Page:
(Seychelles News Agency) - On August 27, 250 years ago, the first settlers arrived in Seychelles – today recognized as a group of 115 islands in the western Indian Ocean. The 28 people were French and their slaves from Africa and India.
The first settlers came to the islands onboard the vessel Telemaque, and they established their first settlement on the inner island of Ste. Anne.
As the island nation celebrates its 250th anniversary today, SNA looks at how these people have influenced the birth and development of the island nation.
The Creole identity
It is often said that the Seychellois people are a melting pot of races. Indeed, this rightly describes the composition of the Creole nation. The people of Seychelles represent an ethnic diversity that dates from the second half of the 18th century.
And for sure the French settlers and slaves who came to Seychelles in 1770 became the cradle of the Creole identity.
It is often pointed out that the Creole spoken by the islanders closely resembles French. For sure the French-speaking settlers imported the language which became the base of Creole.
It can be said that Creole is 75 percent French but with the influences of Malagasy and African languages.
First root crops
When the group arrived on the islands, they brought with them the first crops needed for consumption and survival on the islands.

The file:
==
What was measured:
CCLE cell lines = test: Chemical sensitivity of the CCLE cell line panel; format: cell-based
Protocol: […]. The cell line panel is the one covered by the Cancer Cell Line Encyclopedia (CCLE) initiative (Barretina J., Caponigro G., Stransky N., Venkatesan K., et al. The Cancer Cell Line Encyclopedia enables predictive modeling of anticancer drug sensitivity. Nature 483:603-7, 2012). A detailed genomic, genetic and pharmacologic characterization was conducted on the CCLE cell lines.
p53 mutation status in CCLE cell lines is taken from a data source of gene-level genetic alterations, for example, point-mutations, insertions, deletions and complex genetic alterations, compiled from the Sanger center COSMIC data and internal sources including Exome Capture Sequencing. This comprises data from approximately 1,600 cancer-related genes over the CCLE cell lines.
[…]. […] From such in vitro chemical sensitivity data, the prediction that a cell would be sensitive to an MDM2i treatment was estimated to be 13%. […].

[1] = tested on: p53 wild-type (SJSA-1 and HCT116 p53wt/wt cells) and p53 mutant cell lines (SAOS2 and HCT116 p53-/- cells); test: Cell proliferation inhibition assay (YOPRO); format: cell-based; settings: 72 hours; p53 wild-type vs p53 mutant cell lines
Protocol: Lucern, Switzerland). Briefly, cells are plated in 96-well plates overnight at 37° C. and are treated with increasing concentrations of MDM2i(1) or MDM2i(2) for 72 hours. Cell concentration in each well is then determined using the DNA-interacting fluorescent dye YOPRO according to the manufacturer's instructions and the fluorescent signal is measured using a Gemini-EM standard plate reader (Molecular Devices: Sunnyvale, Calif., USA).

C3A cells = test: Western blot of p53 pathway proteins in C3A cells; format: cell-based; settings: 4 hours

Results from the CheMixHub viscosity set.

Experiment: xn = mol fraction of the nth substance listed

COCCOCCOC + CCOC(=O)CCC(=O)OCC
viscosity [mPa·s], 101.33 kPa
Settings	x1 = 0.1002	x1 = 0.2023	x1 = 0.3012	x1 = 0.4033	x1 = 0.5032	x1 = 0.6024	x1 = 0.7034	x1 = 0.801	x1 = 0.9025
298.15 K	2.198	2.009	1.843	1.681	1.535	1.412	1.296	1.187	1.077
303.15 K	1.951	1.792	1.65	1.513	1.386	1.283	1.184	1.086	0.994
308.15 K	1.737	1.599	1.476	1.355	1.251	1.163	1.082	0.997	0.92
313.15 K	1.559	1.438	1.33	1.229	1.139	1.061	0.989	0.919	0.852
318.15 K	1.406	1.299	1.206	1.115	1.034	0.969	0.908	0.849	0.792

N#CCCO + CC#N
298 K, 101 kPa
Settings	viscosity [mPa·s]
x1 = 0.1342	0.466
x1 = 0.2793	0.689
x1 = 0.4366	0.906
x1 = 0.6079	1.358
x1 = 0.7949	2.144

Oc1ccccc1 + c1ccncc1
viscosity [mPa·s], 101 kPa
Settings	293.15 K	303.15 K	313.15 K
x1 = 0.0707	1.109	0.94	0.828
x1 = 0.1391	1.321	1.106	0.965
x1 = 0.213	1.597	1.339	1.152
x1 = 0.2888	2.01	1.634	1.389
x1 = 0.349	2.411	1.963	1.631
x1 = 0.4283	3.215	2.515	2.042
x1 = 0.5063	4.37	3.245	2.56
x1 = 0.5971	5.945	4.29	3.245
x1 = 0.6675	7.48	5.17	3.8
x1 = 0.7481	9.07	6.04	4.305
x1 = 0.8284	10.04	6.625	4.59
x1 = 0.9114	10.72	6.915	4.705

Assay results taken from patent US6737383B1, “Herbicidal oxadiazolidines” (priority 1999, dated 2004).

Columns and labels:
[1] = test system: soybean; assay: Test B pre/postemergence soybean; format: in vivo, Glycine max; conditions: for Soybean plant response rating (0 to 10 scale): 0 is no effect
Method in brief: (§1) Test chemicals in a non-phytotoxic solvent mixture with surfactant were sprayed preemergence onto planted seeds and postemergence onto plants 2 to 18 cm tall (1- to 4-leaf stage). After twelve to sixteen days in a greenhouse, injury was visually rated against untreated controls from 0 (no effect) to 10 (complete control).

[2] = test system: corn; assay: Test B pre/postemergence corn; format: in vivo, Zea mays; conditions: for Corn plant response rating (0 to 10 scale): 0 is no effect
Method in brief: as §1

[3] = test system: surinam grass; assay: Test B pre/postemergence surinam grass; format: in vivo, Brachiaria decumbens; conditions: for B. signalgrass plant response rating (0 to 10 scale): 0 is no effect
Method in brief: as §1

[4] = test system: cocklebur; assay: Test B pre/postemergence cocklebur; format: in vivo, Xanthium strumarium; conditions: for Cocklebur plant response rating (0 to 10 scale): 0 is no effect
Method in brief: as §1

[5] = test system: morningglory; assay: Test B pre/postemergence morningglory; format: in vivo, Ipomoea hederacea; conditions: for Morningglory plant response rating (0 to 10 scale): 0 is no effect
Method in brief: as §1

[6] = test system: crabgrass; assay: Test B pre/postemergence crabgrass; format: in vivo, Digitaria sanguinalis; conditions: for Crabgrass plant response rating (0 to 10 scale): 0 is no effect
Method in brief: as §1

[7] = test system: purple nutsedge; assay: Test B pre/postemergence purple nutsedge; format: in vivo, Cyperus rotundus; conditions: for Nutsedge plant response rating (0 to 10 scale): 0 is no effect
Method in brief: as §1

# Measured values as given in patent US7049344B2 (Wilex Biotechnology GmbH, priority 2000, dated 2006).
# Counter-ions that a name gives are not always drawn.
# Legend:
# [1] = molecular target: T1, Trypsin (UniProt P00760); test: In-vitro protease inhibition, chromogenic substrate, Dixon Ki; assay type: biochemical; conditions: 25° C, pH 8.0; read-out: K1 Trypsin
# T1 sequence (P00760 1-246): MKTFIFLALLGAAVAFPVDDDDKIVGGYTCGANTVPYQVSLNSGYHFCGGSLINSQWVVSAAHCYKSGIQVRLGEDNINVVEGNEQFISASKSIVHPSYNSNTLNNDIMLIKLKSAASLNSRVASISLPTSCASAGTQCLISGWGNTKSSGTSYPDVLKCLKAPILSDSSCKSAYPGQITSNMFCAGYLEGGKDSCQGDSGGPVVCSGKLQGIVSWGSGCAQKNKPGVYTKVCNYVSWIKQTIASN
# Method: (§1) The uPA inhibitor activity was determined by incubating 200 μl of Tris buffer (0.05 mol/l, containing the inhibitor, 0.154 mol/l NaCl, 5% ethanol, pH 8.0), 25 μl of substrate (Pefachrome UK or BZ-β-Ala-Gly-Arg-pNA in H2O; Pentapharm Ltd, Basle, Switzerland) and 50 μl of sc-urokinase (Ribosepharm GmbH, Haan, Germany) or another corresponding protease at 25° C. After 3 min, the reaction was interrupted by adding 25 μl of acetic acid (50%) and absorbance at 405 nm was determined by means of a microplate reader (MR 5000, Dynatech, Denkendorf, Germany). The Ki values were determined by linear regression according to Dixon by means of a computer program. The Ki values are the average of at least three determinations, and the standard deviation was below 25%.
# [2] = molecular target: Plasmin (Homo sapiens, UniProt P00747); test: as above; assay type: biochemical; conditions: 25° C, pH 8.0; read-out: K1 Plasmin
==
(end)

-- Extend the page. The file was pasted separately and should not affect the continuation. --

The crops included rice, maize, cassava and sweet potatoes. In fact, rice originally from India and not grown locally became the staple food for the islanders.
The islander's music gets its rhythm from African as well as from Europe. For instance, the moutya is a traditional dance similar to the sega. The rhythm for the dance is from a drum, and the songs which accompany the dance are those that recount the hardship of everyday life.
Other dances known locally as "kontredans" and "valz" are European influenced. In fact, a dance locally called "kotis" is said to descend from the Scottish.
Just like the Creole people, Seychelles' cuisine is rich and diverse, a fusion of the races which made up the islanders. Rice, the staple, was bought in by the Indians.
The islanders also love their curries, no doubt there. The taste for sure is acquired from the Indians who not only influenced Seychelles' dishes but also brought in a variety of spices such as the "masala", the curry leaves as well as the murunga which is consumed as a broth.
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